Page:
Much to the evaluators’ surprise, even adjusting for multiple prehypothesised confounders, there were nearly four times as many pregnancies among girls in the intervention group than in the control group,15 almost three times as many young people engaging in sex and over twice as many young people truanting from school. Attrition in the study was high because of the challenges in following up very vulnerable young people, but weighting increased the ORs of adverse outcomes. While recognising the problems arising from the non-randomised design and attrition, evaluators concluded that the intervention was at best ineffective and probably harmful, because of the large effect sizes that remained in all analyses. The evaluators developed post hoc ideas about how the intervention might have caused harm, but had developed no a priori hypotheses about these and thus could not examine them quantitatively.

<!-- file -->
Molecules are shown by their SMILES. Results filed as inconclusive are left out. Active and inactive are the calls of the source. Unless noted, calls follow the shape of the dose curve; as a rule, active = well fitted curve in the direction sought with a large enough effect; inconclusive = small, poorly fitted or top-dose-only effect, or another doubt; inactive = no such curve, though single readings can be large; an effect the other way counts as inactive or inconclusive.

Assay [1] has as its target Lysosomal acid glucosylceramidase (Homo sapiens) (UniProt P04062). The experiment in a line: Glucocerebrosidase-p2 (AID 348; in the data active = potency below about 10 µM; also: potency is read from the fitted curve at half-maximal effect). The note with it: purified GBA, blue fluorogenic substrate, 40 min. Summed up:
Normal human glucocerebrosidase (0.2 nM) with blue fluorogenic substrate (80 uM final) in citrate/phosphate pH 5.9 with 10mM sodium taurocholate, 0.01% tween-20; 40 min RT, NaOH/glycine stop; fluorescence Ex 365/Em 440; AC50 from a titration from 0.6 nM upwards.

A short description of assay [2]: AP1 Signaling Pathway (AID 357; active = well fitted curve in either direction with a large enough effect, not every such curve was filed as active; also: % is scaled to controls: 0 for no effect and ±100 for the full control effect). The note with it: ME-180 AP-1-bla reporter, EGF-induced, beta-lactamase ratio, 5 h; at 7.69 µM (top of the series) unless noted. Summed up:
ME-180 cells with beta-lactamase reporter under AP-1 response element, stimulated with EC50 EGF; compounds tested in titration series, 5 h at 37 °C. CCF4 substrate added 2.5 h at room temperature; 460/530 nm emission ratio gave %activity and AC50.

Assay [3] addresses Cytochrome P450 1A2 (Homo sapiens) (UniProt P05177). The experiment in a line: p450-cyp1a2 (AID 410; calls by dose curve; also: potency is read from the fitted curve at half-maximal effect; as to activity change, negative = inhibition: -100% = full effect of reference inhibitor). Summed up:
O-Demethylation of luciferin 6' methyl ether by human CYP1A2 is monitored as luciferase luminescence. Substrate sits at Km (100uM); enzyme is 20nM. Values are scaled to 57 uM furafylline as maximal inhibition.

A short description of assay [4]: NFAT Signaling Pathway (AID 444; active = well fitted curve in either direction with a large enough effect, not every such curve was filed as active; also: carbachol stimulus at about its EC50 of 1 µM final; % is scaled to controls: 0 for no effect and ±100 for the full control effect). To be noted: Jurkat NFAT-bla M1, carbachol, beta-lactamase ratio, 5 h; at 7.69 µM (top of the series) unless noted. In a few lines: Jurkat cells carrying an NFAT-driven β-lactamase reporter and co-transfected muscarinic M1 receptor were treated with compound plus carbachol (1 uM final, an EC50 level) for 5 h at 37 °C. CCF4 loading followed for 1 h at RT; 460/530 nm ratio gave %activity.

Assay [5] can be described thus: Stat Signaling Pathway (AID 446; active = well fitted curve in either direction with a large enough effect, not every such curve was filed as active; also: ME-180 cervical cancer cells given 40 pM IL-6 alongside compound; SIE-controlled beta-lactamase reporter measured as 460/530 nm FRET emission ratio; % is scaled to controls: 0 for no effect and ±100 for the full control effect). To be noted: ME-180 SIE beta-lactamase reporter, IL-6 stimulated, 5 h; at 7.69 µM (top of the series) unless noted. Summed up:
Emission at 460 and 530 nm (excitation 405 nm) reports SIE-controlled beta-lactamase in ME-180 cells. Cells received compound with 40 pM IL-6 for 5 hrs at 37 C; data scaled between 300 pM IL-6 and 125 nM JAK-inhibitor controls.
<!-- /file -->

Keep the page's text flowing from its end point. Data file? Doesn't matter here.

Other evaluations have similarly reported harms, with varying degrees of clarity about the underlying mechanisms.2 ,7 A group intervention for men who have sex with men aimed to develop attitudes and norms supportive of sexual risk reduction, but was instead associated with an increased risk of sexually transmitted infections. While this might have arisen because the intervention modified sexual risk networks, this was not examined empirically.16 In contrast, evaluations of some drug-prevention interventions have noted adverse effects on the use of drugs and provided evidence that these may be mediated by interventions bringing recipients into contact with more risk-involved peers and reinforcing pro-risk attitudes and behaviours.17 All the evaluations cited above detected ‘paradoxical effects’ rather than ‘harmful externalities’. It is quite possible that because evaluators rarely aim to develop a priori ideas about the broader potential harmful effects of interventions, such harmful externalities may be inadequately detected in evaluations.